Now, fingers crossed and 48 hours later, we hope and pray to find Operation Save Psycho successful.

More to come, including pictures of Psycho himself, video of his new home, and a “Donate” button to offset my unexpected investment in domesticated marine biology.

The Horror of Losing Animation

The original post that shared this video commented that three years ago this short animated film about two girls that are trafficked into the sex industry would have been sensationalist.

Now, it is not. This reality is growing too familiar.

But animating the horror of human trafficking reinvigorated its tragedy. Whether victims are kidnapped as children or lured as women, trafficking manipulates and destroys the innocent expectation of good in the world. It is the expectation and hope of something better, perhaps marriage, perhaps a career, that is twisted toward their own destruction. This wounding goes deeper than physical trauma. The energizing vision that we have as children might be matured and focused as adults, but it is the power that pushes us forward.

And these women are arrested. Forced into stasis. Coldness. Immobility.

Some escape–their energy breaks through their bonds.
Others are still imprisoned, regardless or perhaps because of their rebellion.

This animated short articulates the deepest cut, the tragic manipulation of life’s energy into its own destruction.

little girls dream...

Human Trafficking in Haiti

More than aftershocks threaten the children of Haiti.  ABC reports fifteen children have already been documented as missing in the company of persons not their parents.  Children without parents and relatives to protect them in the physical and societal collapse following the earthquake are left more vulnerable than ever to human traffickers looking for a quick profit.  But the threat isn’t new.

As I researched what was being done to protect Haitian children during these perilous weeks immediately following disaster, I uncovered a more disturbing reality that has outlasted the shock of seismic waves.  Child exploitation has long been entrenched in Haiti by prolonged economic desperation and fragile infrastructure.  Let me break down for you what I learned.

Haiti is poor.  Says, “With annual per capita income of less than $400 and an average life expectancy of 53, Haiti is the poorest country in the Western Hemisphere. Eighty out of 1,000 Haitian children never see their first birthday, and nearly half the population cannot read. As much as 80 percent of the population lives in poverty.”  One solution families are using: the restavek system.

The word restavek is a derivative of the French phrase “to stay with.”  Basically, IOM explains, “parents unable to care for their children send them to relatives or strangers living in urban areas supposedly to receive care and education in exchange for housework. But in reality Restaveks often live in hardship, practically enslaved to their ‘hosts’, seldom attending school.  UNICEF estimates the number of Restaveks in Haiti at about 173,000, three quarters of them are girls.”  The math is overwhelming but not difficult to understand.  No money, no food, no way to protect themselves against exploitation.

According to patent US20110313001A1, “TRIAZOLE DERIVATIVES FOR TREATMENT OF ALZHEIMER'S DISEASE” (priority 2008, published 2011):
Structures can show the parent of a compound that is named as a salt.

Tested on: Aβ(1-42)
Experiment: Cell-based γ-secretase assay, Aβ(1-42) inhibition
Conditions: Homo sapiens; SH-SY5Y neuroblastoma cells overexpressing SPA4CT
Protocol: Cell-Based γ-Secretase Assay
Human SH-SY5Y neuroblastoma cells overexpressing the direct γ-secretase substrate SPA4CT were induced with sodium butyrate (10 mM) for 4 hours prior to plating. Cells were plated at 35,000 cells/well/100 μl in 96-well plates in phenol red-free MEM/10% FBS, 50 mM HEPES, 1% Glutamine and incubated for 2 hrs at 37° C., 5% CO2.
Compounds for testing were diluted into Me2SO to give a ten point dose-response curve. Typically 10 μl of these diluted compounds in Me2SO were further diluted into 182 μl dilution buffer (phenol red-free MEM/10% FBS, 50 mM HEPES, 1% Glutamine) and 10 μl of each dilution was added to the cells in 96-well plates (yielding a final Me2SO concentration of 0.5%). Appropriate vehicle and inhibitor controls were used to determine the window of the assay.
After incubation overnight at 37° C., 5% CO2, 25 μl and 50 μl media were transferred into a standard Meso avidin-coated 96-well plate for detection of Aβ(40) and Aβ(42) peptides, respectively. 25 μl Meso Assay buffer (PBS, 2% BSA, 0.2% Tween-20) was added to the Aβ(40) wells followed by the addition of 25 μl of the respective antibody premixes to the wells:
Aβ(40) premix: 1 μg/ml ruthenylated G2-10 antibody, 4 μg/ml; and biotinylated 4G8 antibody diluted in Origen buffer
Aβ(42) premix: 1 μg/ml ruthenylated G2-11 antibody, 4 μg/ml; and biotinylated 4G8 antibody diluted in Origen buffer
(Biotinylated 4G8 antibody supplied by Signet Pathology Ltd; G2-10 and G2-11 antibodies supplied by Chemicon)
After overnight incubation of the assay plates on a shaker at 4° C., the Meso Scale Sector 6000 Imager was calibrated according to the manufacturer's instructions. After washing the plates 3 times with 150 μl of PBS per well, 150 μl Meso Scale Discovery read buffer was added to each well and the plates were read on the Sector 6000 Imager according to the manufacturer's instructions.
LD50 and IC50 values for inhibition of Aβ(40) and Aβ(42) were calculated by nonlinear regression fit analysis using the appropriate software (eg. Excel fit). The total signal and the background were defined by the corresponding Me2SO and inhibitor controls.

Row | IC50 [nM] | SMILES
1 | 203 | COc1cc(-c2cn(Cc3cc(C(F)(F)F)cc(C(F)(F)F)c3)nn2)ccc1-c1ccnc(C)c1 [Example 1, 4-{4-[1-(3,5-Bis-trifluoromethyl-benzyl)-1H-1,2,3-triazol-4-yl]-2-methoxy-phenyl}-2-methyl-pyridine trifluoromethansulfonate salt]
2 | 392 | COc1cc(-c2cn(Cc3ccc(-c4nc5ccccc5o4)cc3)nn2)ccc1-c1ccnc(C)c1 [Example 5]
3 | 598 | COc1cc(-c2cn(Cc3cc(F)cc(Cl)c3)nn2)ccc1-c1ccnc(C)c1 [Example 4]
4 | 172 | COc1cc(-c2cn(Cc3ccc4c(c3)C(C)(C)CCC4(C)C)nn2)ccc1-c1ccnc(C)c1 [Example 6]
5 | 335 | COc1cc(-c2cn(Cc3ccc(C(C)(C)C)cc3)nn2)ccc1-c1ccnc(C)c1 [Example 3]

Then, you position that intense individual poverty inside an infrastructure that is rife with corruption and suspicion, unable to encourage international investment or maintain domestic resources.  Drought in the north of the country hasn’t helped the situation either, and Haiti continues its tailspin—a climate ripe for abuse and exploitation of every kind.

Besides the suspect Restavek system, organized traffickers have taken advantage of proximity to the Dominican Republic, whose thriving tourism and sugarcane industries can be harnessed for profits from sexual and labor exploitation.  According to IOM and UNICEF, in 2002, over 2,000 children were trafficked from Haiti into the Dominican Republic.  Important note: this figure does not reflect domestic trafficking.  Additionally, these trafficking rings have been tied to international adoption markets.

But the aftermath of disaster raises the stakes for both ill and good.  International relief pouring into Haiti after their disaster could go beyond the immediate rescue and reconstruction of the devastated infrastructure and make headway into the established problem of human trafficking.

Global Centurion, an organization committed to working with non-profit as well as governmental organizations to preempt human trafficking, has put together a strategy for protecting the children waiting for help in the rubble.  Firstly, educating government and aid workers about the very real threat of trafficking already established in Haiti could help forestall opportunistic kidnappings.  Secondly, efforts to identify and register children in aid camps could facilitate family reunions and prevent illegal adoptions.  To get involved in supporting Global Centurion, IOM, and UNICEF, please see the links and resources below.

For excellent quick info: